Therefore, the Court found that the longer, catchall, five-year limitations period should be applied to all BIPA claims to “ensur[e] certainty and predictability.”


In Tims, the Illinois Supreme Court was not asked, nor did it decide, the issue of when a claim under the BIPA accrues. However, on December 20, 2021, the U.S. Court of Appeals for the Seventh Circuit (which has jurisdiction over Illinois) certified the question of when claims under sections 15(b) and 15(d) of BIPA accrue to the Illinois Supreme Court in Cothron v. White Castle System, Inc. The Illinois Supreme Court has not yet announced when it will issue its ruling in Cothron.

The impact of the Tims decision, and eventually Cothron, will need to be assessed in pending and new BIPA cases.

Jackson Lewis P.C. © 2023National Law Review, Volume XIII, Number 34

About this Author

Nadine Abrahams, Jackson Lewis Law Firm, Chicago, Labor and Employment Litigation Attorney

Nadine Abrahams is a Principal in the Chicago, Illinois, office of Jackson Lewis P.C. She represents management in employment cases in federal and state courts and before administrative agencies, and she is Co-Leader of the firm's General Employment Litigation practice group.

Prior to joining Jackson Lewis, Ms. Abrahams was a partner with another prominent national labor and employment firm. She previously was Senior Counsel for the Employment Litigation Division of the City of Chicago Law Department. She has been based in...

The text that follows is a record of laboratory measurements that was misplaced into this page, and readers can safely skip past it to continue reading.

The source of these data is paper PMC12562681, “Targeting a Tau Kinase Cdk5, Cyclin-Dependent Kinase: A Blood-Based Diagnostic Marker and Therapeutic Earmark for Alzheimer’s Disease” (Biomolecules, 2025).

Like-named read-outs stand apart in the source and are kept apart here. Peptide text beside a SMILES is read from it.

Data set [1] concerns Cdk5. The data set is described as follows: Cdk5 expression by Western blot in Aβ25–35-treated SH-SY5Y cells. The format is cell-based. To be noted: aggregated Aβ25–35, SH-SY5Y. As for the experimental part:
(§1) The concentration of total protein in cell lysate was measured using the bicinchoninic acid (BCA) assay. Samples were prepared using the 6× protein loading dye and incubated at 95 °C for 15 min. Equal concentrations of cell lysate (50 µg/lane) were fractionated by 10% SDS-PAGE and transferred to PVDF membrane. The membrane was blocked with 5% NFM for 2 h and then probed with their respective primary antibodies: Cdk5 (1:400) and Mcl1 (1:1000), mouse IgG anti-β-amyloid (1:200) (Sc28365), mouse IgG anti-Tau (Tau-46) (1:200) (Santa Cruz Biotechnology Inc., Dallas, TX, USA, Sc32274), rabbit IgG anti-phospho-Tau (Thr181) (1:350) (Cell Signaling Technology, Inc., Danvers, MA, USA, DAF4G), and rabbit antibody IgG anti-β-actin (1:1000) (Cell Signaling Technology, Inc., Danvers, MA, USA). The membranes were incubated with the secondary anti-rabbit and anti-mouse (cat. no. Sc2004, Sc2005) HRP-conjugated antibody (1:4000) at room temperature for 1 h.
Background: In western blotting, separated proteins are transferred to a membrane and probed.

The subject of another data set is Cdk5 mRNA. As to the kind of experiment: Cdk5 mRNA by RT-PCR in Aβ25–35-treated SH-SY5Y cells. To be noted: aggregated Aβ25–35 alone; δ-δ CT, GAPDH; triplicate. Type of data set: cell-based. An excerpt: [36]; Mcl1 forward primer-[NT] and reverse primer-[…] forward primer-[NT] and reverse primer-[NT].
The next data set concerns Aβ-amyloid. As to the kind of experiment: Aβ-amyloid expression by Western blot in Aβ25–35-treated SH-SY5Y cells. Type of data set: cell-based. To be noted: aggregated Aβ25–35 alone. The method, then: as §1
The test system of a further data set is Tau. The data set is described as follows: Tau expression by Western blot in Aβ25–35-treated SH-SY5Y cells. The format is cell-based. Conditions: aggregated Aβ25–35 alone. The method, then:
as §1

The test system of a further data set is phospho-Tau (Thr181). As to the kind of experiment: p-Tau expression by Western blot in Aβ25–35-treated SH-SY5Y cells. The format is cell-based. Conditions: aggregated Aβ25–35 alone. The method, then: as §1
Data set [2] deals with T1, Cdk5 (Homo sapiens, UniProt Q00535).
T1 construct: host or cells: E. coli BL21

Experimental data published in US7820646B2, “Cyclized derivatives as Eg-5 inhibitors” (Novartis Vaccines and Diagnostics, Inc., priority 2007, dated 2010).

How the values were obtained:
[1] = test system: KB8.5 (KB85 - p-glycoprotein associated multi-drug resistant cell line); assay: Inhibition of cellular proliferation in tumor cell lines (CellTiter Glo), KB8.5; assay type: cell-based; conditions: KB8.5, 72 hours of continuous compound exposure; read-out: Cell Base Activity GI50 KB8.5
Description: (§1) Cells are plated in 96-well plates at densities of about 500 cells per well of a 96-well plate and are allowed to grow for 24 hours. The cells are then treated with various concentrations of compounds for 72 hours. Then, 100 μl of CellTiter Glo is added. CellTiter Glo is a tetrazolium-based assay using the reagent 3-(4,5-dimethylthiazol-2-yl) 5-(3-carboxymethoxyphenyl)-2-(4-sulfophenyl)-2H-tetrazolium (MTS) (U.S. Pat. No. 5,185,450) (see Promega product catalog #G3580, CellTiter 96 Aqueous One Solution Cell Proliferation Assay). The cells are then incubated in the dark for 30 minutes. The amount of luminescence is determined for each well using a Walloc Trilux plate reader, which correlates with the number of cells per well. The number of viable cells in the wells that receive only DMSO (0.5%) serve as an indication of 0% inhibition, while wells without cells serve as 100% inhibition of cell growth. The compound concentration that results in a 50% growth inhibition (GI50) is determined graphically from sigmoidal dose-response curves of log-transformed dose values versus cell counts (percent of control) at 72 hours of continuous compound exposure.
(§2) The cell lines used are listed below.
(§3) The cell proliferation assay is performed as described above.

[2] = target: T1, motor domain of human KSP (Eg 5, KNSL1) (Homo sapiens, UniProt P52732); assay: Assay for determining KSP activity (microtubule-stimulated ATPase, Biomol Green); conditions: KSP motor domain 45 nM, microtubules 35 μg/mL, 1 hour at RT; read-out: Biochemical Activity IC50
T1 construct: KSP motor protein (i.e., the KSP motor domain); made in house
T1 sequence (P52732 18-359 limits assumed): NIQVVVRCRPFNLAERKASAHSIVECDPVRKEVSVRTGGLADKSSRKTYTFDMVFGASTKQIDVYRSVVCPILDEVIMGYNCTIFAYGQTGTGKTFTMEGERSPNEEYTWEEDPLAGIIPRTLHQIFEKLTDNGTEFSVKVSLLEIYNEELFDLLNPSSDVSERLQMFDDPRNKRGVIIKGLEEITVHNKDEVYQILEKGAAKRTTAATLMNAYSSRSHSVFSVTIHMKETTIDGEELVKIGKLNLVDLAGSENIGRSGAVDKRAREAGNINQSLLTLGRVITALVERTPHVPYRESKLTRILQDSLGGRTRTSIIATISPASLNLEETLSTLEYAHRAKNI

Jody Mason, Employment Law Litigator, Employer Attorney, Jackson Lewis, Chicago Law Firm

Jody Kahn Mason is a Principal in the Chicago, Illinois, office of Jackson Lewis P.C. She is an experienced employment law litigator and defends employers before federal and state courts and administrative agencies throughout the midwest.

Ms. Mason handles all types of single plaintiff and class action employment litigation, including claims of discrimination, sexual harassment and retaliation, and matters arising under Title VII, the Age Discrimination in Employment Act (ADEA), the Family and Medical Leave Act (FMLA), the Americans with...

Jackson Lewis Law Firm, Associate, Jason A. Selvey, Labor Employment Attorney

Jason A. Selvey is an Associate in the Chicago, Illinois, office of Jackson Lewis P.C. With an exclusive focus on representing management in workplace law and related litigation, Mr. Selvey defends employers before federal and state courts and administrative agencies throughout the Midwest.

His practice covers a wide range of employment counseling and litigation, including issues such as: discrimination and harassment based on race, color, sex, age, religion, national origin and disability; disability accommodation; retaliation, including retaliatory discharge...

Hannah Griffin Garlough Attorney Jackson Lewis PC Chicago

Hannah Griffin Garlough is an associate in the Chicago, Illinois, office of Jackson Lewis P.C. Hannah’s practice focuses on representing employers in workplace law matters.

Hannah has experience litigating restrictive covenant and misappropriation of trade secrets claims on behalf of employers. She regularly defends companies against lawsuits arising under the Fair Labor Standards Act, Title VII of the Civil Rights Act, and the Illinois Biometric Information Privacy Act (BIPA). She also offers preventive advice and...